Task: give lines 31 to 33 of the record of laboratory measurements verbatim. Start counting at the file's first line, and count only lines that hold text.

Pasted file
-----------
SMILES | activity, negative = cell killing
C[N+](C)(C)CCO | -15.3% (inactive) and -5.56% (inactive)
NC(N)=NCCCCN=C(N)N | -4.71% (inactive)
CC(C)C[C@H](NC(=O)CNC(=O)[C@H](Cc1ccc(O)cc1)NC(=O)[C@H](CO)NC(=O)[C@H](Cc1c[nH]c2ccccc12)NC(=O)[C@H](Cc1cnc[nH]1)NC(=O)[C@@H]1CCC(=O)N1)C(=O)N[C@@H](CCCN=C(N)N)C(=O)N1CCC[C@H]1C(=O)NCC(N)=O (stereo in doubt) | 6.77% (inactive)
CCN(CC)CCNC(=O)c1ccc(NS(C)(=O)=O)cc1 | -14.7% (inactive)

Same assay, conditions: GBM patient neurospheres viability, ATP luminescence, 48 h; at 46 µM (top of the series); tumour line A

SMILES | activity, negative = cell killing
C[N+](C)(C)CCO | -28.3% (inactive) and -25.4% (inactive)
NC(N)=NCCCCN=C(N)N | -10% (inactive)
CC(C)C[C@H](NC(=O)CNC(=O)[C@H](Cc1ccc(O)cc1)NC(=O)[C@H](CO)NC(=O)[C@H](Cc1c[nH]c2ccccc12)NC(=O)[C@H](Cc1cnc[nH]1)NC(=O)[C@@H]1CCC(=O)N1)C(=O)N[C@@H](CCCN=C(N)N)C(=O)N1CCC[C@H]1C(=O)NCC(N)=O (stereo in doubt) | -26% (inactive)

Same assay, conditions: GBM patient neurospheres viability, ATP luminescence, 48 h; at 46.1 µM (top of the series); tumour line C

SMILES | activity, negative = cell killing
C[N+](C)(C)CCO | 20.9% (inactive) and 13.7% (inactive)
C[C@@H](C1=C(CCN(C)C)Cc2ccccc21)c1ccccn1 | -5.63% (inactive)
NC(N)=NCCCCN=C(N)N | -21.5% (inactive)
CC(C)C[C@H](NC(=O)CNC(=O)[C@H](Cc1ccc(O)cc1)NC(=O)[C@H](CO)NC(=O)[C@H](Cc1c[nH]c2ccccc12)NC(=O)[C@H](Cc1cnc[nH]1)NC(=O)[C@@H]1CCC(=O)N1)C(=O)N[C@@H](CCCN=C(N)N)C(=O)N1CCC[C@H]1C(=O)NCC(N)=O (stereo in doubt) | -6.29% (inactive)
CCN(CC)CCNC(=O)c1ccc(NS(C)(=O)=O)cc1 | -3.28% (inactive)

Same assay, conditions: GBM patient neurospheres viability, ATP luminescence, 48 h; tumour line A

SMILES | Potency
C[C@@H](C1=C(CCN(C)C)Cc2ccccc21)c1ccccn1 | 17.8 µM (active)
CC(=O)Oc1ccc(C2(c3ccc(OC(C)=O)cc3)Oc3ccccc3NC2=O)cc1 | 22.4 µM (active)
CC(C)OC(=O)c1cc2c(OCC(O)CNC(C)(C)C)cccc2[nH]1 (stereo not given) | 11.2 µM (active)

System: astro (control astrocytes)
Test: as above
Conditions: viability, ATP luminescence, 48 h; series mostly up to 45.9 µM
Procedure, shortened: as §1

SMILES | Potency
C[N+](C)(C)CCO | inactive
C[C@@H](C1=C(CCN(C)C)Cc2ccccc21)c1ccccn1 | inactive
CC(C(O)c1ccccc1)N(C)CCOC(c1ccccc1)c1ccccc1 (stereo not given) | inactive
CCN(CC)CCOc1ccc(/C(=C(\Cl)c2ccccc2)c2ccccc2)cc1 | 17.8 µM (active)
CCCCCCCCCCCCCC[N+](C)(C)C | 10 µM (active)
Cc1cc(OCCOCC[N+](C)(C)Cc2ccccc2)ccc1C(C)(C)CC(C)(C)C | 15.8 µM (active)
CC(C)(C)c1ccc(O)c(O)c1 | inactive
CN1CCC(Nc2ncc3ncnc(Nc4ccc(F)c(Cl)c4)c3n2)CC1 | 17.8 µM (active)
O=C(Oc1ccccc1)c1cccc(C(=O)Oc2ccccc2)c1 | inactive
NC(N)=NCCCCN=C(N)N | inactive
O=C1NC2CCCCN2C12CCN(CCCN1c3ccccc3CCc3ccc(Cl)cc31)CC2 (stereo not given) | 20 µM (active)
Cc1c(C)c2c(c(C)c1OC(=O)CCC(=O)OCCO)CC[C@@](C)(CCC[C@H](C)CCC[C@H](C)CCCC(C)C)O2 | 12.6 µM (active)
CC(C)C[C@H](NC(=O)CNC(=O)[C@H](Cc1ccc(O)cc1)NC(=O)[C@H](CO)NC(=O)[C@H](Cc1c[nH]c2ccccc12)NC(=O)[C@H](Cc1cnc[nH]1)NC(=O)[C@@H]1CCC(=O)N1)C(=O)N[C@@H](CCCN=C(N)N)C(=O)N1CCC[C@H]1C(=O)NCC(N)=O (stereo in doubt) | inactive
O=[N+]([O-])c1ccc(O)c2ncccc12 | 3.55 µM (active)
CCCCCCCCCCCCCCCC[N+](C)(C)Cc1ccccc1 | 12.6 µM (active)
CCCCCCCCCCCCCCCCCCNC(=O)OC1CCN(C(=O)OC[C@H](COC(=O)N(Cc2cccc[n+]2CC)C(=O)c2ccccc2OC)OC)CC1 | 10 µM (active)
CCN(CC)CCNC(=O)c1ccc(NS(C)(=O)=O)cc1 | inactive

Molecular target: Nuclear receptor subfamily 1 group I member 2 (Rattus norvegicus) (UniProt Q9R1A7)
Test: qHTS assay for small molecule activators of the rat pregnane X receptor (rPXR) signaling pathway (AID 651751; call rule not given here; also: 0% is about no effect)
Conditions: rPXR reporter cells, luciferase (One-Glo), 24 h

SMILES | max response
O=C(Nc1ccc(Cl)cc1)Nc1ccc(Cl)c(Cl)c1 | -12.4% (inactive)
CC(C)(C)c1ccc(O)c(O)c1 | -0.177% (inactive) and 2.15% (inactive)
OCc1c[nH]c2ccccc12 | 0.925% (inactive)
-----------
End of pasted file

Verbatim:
CCN(CC)CCOc1ccc(/C(=C(\Cl)c2ccccc2)c2ccccc2)cc1 | 17.8 µM (active)
CCCCCCCCCCCCCC[N+](C)(C)C | 10 µM (active)
Cc1cc(OCCOCC[N+](C)(C)Cc2ccccc2)ccc1C(C)(C)CC(C)(C)C | 15.8 µM (active)